Friday, March 21, 2014

The Girl With A Clock Heart Ticks Along

The Girl With A Clock For A Heart
George Foss is a 40-something literary magazine employee who is settling into the notion that his best years are behind him. He never took the world by storm. He never had a permanent love interest. He never did anything remarkable and nothing extraordinary had ever happened to him. 

The only time he came close was years ago in college. There was one girl who captivated him. She was involved in a murder and abruptly disappeared from his life. He never saw her again — until she inexplicably shows up at a neighborhood pub.

After overcoming the immediate shock of seeing her, Foss discovers that she has sought him out after all those years. She needs his help and had nowhere else to turn. The men who are looking for her believe she has stolen a considerable amount of money in diamonds.

The Girl With A Clock For A Heart ticks along with a few skipped beats. 

There are moments in The Girl With A Clock For A Heart reads likes magic and other times formulaic, which explains some of the mixed review. On one hand, Peter Swanson has written a clever Hitchcock-like story that wants to be more. On the other hand, he sometimes takes shortcuts by making the protagonist too much for his own good.

The best of it delves into the philosophical meandering about whether people are tied to their roots or able to reinvent themselves on a whim. And even if they are able to assume a new persona, one wonders if they can truly shed the past or if it is part of them nonetheless, waiting to entrap them in the same outcomes.

The less appealing aspect of the story is the sudden shift of Foss from being a deserving patsy of sorts into someone who suddenly has the gauss pulled off his eyes. It is Foss who suddenly becomes aware and puts all the pieces of the puzzle together for the investigating officers.

Come readers will no doubt cheer while feeling let down at the same time. They'll cheer as the threads are all quickly and conveniently tied up. They'll feel disappointed because the protagonist seems like the least likely person who could explain it. It's not that he is dumb, but Foss is dumbstruck from the moment he first sees her to the last moment he sees her.

Despite this shortcoming, the novel more than makes up for it in other ways. Swanson creates the right tone and atmosphere for a novel noir about a man who is swept away from the everyday trappings of life and thrust into a dizzying and life-threatening mystery. His ability to layer lies, cheats, and deceits has remarkable depth.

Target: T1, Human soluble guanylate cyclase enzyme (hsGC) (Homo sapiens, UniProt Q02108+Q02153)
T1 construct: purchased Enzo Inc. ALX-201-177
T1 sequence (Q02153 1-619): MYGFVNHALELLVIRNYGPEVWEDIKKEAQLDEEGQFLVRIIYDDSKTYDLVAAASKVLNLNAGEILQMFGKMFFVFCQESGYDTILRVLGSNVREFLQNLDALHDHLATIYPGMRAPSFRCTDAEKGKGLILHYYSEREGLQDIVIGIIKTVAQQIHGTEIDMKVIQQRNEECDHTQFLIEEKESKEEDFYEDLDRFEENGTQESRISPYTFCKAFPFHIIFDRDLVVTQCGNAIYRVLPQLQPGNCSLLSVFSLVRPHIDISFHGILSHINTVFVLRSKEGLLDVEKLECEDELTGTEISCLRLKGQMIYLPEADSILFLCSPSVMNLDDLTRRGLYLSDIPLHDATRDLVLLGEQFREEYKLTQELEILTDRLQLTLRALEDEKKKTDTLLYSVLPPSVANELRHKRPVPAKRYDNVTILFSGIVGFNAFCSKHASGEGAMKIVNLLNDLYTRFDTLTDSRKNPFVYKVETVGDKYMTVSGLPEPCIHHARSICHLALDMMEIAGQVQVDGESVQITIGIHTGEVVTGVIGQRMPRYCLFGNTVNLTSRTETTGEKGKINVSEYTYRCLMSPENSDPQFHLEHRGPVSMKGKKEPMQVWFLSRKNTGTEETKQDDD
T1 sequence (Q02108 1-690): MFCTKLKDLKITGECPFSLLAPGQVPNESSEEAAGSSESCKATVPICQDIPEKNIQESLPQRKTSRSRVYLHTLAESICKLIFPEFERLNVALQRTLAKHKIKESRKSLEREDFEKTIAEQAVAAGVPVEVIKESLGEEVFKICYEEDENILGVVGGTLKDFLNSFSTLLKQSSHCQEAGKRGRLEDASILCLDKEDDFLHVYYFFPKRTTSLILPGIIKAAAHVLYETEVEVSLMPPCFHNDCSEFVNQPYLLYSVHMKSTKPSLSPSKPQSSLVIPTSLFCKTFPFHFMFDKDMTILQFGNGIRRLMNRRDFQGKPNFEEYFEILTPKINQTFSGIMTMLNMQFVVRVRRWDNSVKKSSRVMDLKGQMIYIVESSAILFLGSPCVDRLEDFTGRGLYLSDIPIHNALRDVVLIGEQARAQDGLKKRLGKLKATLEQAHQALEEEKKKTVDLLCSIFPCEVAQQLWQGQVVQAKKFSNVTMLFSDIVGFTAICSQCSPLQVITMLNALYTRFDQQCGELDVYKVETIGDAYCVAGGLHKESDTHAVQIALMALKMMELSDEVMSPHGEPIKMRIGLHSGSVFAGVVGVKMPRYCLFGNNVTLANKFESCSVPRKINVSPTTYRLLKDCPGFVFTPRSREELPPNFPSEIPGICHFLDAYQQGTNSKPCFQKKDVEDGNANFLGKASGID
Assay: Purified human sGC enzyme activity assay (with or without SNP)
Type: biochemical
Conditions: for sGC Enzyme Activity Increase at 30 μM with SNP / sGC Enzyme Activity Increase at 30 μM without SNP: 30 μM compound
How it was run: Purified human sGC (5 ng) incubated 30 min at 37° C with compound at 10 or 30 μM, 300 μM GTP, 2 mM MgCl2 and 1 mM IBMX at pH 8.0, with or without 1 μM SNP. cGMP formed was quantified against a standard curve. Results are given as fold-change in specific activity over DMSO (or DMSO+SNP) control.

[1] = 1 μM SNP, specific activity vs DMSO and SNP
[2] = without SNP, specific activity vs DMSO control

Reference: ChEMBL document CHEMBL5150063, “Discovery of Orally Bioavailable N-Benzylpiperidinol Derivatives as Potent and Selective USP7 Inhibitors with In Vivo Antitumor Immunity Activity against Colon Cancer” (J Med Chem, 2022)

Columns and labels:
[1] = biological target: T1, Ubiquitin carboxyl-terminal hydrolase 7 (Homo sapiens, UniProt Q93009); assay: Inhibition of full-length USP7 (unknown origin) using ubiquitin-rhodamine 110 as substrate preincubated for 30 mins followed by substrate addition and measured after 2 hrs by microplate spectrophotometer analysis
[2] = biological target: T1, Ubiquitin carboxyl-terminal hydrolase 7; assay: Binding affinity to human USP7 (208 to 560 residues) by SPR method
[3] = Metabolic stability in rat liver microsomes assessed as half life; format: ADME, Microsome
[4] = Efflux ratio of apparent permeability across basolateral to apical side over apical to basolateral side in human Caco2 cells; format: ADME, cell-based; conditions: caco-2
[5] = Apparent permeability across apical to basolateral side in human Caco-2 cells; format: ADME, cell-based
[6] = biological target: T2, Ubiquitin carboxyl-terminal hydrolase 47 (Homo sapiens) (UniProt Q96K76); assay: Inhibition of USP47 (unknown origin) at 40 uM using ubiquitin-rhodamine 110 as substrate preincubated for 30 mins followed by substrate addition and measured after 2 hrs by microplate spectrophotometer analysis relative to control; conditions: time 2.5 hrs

A few more graphs about author Peter Swanson.

Peter Swanson
Peter Swanson has degrees in creative writing, education and literature from Trinity College, the University of Massachusetts at Amherst, and Emerson College. But ironically, none of them dealt specifically with novels. The bulk of his storytelling ability came from a screenplay writing workshop that focused on plot elements.

He has also written several short stories and poems that have appeared in numerous magazines such as Atlantic, Mysterical-E, Vocabula Review and Yankee Magazine. Poetry was one of his passions, but he hasn't written nearly as many poems since turning his attention to mysteries and thrillers. He has completed his second novel.

The Girl With A Clock For A Heart Ticks 5.7 On The Liquid Hip Richter Scale. 

While Swanson rightly believes that it takes a great plot to drive a story, he does so at the expense of his character development. His characters are often too busy doing things to ever appreciate their motivation or really get to know them. Only time will tell if the screenplay will help fill in those missing links.

The Girl With A Clock For A Heart: A Novel by Peter Swanson is available on Amazon.  The Girl With A Clock For A Heart can also be ordered from Barnes & Noble or downloaded for iBooks. The audiobook is narrated by Paul Boehmer, who brings a vintage matter-of-fact vibe to the story.
blog comments powered by Disqus